It is said that imitation is the greatest form of flattery. This is true for Area 35 - a small team of independant developers who have taken on the task of developing a spiritual successor the beloved cult classic real-time strategy title Advance Wars. Their game, TINY METAL, will be instantly recognizable to fans of the aforementioned franchise when it arrives this fall for Nintendo Switch, PlayStation 4, Windows, and Mac OS X. Of course, the team is also looking to attract new players who might have missed out on the ‘Wars’ series itself or have never touched an RTS to begin with.
I recently caught up with Producer Hiroaki Yura of Area 35 to find out more about the origin of TINY METAL, what actually makes it different from its inspiration and how Unreal Engine 4 is helping a tiny team accomplish its biggest mission yet.
Q: How did the initial concept for TINY METAL come about?
Quite simply, we missed Advance Wars, and seeing that our favourite title hasn’t come back in some time, we thought we’d continue as a spiritual successor. However, we believe that making a clone was extremely bland, and it needs to fit in with the times today, so we added flavours of our own. We’re a small team so we couldn’t do everything we want to, but we believe it has enough originality to pleasantly surprise gamers and Advance Wars fans alike.
Q: Why is TINY METAL a must-play for fans of the turn-based strategy genre?
We’ve fine-tuned TINY METAL to be simple but fun. We’ve taken a lot of inspirations from our favourite games such as Advance Wars and Final Fantasy Tactics but kept it simple and fun to play. Although Japanese games in this genre tend to be in 2D, we’ve made our game in 3D and put in some great animations as well as a simple but intriguing story in between missions.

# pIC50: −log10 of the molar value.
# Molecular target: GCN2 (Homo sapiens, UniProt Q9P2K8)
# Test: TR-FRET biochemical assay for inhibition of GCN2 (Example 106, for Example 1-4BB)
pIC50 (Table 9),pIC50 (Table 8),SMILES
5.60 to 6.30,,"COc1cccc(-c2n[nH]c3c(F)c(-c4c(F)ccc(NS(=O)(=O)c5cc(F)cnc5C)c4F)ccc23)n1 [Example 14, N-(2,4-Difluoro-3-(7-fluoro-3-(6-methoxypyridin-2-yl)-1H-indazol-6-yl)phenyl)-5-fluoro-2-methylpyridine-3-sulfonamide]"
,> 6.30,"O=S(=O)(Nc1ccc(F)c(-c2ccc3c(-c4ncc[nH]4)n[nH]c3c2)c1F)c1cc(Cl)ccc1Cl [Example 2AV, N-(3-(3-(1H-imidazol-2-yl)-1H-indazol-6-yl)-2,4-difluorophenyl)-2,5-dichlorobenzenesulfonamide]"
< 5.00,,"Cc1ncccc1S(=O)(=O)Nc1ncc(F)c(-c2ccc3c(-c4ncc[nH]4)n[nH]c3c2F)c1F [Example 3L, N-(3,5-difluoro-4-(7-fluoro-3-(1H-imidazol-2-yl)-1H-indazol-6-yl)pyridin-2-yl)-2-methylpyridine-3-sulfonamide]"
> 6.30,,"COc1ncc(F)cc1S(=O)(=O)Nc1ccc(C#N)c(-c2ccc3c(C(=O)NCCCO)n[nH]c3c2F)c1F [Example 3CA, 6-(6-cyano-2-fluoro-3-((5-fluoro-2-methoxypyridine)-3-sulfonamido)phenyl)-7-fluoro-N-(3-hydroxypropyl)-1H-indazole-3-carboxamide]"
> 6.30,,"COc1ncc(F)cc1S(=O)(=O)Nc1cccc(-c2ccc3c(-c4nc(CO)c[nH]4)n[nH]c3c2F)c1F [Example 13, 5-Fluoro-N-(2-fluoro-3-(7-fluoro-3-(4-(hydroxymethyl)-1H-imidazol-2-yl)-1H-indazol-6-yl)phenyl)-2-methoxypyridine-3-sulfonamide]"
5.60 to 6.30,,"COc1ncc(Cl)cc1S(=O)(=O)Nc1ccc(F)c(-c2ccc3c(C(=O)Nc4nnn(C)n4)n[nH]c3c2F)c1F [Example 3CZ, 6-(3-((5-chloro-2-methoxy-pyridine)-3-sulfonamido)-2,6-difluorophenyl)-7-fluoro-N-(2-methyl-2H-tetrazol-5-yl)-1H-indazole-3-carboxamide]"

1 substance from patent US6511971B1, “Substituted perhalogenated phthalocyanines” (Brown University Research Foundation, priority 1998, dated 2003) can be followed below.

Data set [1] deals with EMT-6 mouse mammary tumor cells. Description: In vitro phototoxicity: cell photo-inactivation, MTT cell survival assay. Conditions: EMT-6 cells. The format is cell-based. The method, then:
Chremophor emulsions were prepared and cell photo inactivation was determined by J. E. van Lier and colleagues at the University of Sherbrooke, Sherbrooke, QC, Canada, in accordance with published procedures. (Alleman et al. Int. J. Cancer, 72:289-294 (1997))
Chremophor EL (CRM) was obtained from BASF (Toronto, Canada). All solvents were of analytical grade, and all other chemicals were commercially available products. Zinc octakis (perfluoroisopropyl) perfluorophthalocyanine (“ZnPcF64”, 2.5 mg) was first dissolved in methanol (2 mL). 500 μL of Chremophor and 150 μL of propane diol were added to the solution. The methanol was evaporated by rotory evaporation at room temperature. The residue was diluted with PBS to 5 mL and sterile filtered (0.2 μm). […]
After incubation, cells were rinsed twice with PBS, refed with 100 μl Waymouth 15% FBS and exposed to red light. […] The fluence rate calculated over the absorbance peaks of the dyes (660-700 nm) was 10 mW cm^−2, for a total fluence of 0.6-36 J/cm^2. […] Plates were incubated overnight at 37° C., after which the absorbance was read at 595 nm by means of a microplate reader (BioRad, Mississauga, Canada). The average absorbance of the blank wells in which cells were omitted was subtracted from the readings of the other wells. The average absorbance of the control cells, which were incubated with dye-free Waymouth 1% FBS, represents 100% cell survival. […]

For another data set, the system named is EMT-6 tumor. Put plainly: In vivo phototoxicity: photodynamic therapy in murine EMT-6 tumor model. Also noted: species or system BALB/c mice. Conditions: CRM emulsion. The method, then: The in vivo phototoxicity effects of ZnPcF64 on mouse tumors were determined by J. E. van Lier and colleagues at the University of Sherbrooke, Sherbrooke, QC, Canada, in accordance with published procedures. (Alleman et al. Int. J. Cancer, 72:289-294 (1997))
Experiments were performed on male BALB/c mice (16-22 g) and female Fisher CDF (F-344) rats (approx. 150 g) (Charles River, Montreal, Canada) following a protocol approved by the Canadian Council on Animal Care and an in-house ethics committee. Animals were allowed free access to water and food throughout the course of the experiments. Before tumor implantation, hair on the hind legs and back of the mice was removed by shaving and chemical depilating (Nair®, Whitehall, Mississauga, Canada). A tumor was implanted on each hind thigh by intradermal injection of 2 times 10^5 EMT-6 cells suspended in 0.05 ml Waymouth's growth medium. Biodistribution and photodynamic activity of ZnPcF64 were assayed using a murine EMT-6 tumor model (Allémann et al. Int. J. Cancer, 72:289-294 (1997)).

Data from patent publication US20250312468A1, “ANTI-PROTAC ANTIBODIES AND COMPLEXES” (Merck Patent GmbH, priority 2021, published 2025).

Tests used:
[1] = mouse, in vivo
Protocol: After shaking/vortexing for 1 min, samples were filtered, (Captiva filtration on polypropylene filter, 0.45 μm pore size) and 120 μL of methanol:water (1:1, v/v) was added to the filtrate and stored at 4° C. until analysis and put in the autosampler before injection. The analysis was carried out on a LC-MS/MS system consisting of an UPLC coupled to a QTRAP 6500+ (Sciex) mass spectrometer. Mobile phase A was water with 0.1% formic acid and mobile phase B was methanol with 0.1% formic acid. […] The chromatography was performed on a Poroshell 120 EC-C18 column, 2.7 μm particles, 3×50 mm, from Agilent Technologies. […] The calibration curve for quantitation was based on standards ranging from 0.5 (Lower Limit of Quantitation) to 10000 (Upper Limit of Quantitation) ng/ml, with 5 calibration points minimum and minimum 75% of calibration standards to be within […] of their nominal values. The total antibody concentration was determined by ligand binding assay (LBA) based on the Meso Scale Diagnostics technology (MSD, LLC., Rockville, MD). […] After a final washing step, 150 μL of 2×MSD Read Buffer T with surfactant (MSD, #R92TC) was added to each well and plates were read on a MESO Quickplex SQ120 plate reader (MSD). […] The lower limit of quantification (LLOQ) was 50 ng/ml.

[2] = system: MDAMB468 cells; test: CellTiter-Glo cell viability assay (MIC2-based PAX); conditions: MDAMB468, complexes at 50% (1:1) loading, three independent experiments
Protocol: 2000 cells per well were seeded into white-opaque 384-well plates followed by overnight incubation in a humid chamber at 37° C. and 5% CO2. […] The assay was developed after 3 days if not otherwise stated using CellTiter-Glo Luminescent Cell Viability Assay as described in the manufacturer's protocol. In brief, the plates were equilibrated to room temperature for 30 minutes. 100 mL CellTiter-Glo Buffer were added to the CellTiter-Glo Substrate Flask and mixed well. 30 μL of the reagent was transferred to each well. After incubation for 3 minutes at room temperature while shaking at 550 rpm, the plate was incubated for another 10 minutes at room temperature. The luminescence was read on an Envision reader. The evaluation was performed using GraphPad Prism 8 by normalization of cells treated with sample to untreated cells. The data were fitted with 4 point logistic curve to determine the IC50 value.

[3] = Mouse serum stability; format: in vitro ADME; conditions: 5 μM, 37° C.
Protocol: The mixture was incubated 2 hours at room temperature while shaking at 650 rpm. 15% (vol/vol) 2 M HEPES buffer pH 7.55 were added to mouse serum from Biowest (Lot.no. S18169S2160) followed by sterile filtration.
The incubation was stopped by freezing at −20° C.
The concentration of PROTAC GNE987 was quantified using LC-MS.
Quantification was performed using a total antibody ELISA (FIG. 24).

Quite simply, it is what we hope - a true spiritual successor to Advance Wars.
Q: What all-new mechanics does TINY METAL bring to the genre?
We have several interesting mechanics, most of which are designed to prevent pinning each other down and clogging the map down.
Facings are a very important facet of the game. If attacked from the flank or rear, the unit will receive more damage, and the possibility of a critical strike increases.
Fog of War
A common mechanic used in RTS/TBS, this makes having units with good visuals important. Having an infantry unit up on the hill increases sight range and without sight prior to their movement, that unit cannot attack any unit they find after the movement phase.
A radar truck allows the display of blips of enemy units in the fog of war and allows units to attack the blip even without vision.
This allows multiple units to attack one enemy unit. Should the enemy unit survive the onslaught, they can only return fire at the unit that initiated the focus fire.
These are collectable, unique units that you can find throughout the campaign missions.
The units are stronger than the vanilla counterparts and may also come with extra weapons / parts.
The Hero Units are called in from Comm Towers and can be deployed anywhere you have vision on the map.